The New iPad Pro Is Great—And Not Worth It

It doesn't quite achieve laptop replacement status

The new iPad Pro is displayed during the 2017 Apple Worldwide Developer Conference (WWDC) on June 5, 2017 in San Jose, Calif. Justin Sullivan/Getty Images

In the waves of publicity and commentary about any new Apple (AAPL) device, the line that always sets me off is: “It’s the best iPhone/iPad/Mac Apple has ever made!”

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Well, duh. Technology marches on: Processors get faster, screens get better, memory and storage get cheaper. The news would be if the latest gadget wasn’t the best one Apple’s ever made.

So accept it as a given that the new 10.5-inch iPad Pro is the best iPad ever made. A better question would be whether it’s the best tablet of any kind ever made, and the answer to that one is yes, too. But the best question is whether the world really needs an iPad this good. And the answer to that one is far from clear.

It’s been less than 15 months since Apple released the 9.7-inch iPad Pro, which brought to the standard-sized iPad several features introduced on the gargantuan 12.9-inch model introduced in 2015. These included a new Smart Connector, simplifying the use of keyboards and other accessories, and support for the Apple Pencil for use with graphics and note-taking applications.

So what more does the latest iPad Pro bring to the table? Quite a bit, actually.

Start with the screen. Going from 9.7 inches to 10.5 inches doesn’t sound like much, but it translates into a 20 percent larger viewable area in a package that is essentially the same size. Apple achieved this by significantly shrinking the border around the display. The result is a tablet that’s infinitesimally wider and longer—just enough to render accessories designed for the 9.7-inch model incompatible—and barely an ounce heavier.

Having that extra space is nice, but the real difference is how the display behaves. Simply put: It’s a speedburner. Apple has doubled the maximum refresh rate the speed at which the screen redraws itself—and the results are obvious.

Swiping through screens of apps is incredibly fast and fluid. The tablet feels markedly more responsive to the touch of the Apple Pencil. Coupled with the upgraded A10X Fusion processor, apps open swiftly, scrolling is faster, and, though I don’t use the iPad for much gaming, I would imagine those who do are thrilled.

I did encounter one surprising, significant issue with the screen. After a few days of use, it developed intermittent striations: thin vertical lines running through the center of the display. My local Apple Store replaced it and the new one has been fine so far; Apple says it doesn’t know of similar problems with other units, and I haven’t found any reports of other people encountering them, so I’m willing to write it off as just one of those things.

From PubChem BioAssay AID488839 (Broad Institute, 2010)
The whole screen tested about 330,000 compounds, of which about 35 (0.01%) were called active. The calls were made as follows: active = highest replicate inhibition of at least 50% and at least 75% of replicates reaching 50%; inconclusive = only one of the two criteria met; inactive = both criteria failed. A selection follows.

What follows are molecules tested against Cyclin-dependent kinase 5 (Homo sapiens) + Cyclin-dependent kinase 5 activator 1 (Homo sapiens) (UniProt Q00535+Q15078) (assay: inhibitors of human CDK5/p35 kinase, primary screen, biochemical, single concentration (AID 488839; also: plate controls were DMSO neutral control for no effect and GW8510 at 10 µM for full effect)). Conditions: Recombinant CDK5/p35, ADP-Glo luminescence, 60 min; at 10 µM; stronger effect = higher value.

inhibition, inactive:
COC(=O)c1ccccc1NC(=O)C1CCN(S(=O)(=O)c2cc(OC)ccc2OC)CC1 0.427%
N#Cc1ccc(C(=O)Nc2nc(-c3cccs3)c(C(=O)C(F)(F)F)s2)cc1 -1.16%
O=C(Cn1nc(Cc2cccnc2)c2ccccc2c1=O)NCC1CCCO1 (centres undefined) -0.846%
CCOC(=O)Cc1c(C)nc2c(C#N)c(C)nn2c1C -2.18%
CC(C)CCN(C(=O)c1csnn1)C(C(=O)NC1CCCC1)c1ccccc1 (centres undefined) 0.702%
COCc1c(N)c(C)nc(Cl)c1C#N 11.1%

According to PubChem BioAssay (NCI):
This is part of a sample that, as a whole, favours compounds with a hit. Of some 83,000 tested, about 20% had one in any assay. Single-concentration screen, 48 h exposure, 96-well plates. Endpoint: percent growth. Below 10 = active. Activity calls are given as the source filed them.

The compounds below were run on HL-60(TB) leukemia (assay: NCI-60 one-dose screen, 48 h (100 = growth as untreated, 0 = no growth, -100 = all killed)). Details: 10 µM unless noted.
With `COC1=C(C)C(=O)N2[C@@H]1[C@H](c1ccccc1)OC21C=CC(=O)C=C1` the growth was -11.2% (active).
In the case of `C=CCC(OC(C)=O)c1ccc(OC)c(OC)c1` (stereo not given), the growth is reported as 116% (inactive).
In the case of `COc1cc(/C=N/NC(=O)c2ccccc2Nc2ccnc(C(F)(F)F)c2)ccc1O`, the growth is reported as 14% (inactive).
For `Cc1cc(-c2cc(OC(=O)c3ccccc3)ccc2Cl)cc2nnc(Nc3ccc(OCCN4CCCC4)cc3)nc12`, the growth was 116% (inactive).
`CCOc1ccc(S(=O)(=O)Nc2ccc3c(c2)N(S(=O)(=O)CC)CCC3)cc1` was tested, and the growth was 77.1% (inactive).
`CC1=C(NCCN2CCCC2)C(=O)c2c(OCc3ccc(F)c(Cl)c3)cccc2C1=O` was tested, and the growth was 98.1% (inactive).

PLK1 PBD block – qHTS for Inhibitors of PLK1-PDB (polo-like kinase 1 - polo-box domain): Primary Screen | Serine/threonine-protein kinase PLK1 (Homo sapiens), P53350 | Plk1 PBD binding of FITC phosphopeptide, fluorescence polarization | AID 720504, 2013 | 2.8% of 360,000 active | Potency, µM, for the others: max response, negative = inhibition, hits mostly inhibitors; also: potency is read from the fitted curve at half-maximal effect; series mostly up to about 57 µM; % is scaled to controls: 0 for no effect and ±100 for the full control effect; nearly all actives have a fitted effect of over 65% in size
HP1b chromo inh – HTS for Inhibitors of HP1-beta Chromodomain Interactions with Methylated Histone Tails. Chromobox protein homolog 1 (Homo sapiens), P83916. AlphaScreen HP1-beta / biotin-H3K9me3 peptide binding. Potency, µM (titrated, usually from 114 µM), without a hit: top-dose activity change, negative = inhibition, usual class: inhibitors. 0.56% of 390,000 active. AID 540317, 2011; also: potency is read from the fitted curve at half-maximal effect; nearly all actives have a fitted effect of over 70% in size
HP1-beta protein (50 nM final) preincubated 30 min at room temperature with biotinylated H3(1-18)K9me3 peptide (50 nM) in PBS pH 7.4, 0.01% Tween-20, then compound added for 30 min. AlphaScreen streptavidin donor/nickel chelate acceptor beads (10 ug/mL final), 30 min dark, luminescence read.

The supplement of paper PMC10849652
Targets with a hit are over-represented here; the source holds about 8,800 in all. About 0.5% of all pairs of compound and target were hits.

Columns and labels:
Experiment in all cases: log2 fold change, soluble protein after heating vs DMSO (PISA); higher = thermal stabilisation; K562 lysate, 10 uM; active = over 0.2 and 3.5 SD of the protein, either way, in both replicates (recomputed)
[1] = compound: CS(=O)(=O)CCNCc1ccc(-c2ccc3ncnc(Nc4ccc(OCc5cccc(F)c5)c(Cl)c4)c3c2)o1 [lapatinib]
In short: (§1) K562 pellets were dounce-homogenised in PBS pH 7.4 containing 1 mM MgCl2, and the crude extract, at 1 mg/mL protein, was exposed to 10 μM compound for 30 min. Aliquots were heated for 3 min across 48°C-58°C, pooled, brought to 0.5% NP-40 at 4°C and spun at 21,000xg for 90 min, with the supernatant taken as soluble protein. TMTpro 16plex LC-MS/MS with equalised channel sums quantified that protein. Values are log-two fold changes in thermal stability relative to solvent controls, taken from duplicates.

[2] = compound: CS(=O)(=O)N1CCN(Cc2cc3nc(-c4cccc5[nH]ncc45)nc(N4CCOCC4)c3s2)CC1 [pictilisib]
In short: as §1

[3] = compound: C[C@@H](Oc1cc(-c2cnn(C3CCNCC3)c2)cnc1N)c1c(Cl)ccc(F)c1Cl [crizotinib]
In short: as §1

Apple has upgraded a number of other features as well, while maintaining the previous Pro model’s 10-hour-or-so battery life. None of those other changes, though, come close to the display in terms of importance. There are better cameras, both front and rear; more internal memory for running applications; and the storage capacity now tops out at a whopping half a terabyte.

That’s not the only thing that’s whopping about the new iPad. There’s also the price—which brings us back to my earlier question about whether the world really needs this device.

The current standard, non-Pro iPad is by all measures an entirely polished and capable device. Yes, it still has the slower, 9.7-inch display, lacks the latest processor and the Smart Connector, and maxes out at 128 gigabytes of storage. But it is also an order of magnitude less expensive.

Indeed, the most expensive version of the standard iPad, which includes both WiFi and cellular service, is still $90 cheaper than the least expensive Pro, which has only a Wi-Fi connection, a paltry 64 gigabytes of storage and costs $649. The top of the line, kitted out with that half-terabyte (512 gigabytes) of storage and a cellular connection, will run you $1,079.

Add on Apple’s $159 Smart Keyboard cover, which I dislike only slightly less than I did on the previous iPad Pro, and you’re looking at over $1,200—a price tag that puts it in competition with the snazziest of modern laptop-tablet hybrids like Microsoft’s Surface Pro.

And while Apple has from the beginning pitched the iPad Pro line as a genuine laptop replacement, the operating system it runs, iOS, still lacks many of the features that would allow it to go head-to-head with Windows, such as an accessible file structure, drag-and-drop capabilities and better ways to switch between applications.

Many of those capabilities are promised for the next version of Apple’s mobile operating system, iOS 11, which won’t be released until the fall. That’s when the real battle with laptops will be joined.

So, yes, this is far and away the best iPad ever made. But it will be months before we’ll be able to see whether this shiny, speedy new hardware is worth anything close to what Apple is charging for it.

Rich Jaroslovsky is an Observer technology columnist and vice president of SmartNews Inc. in San Francisco. Reach him at or @RichJaro on Twitter.

The New iPad Pro Is Great—And Not Worth It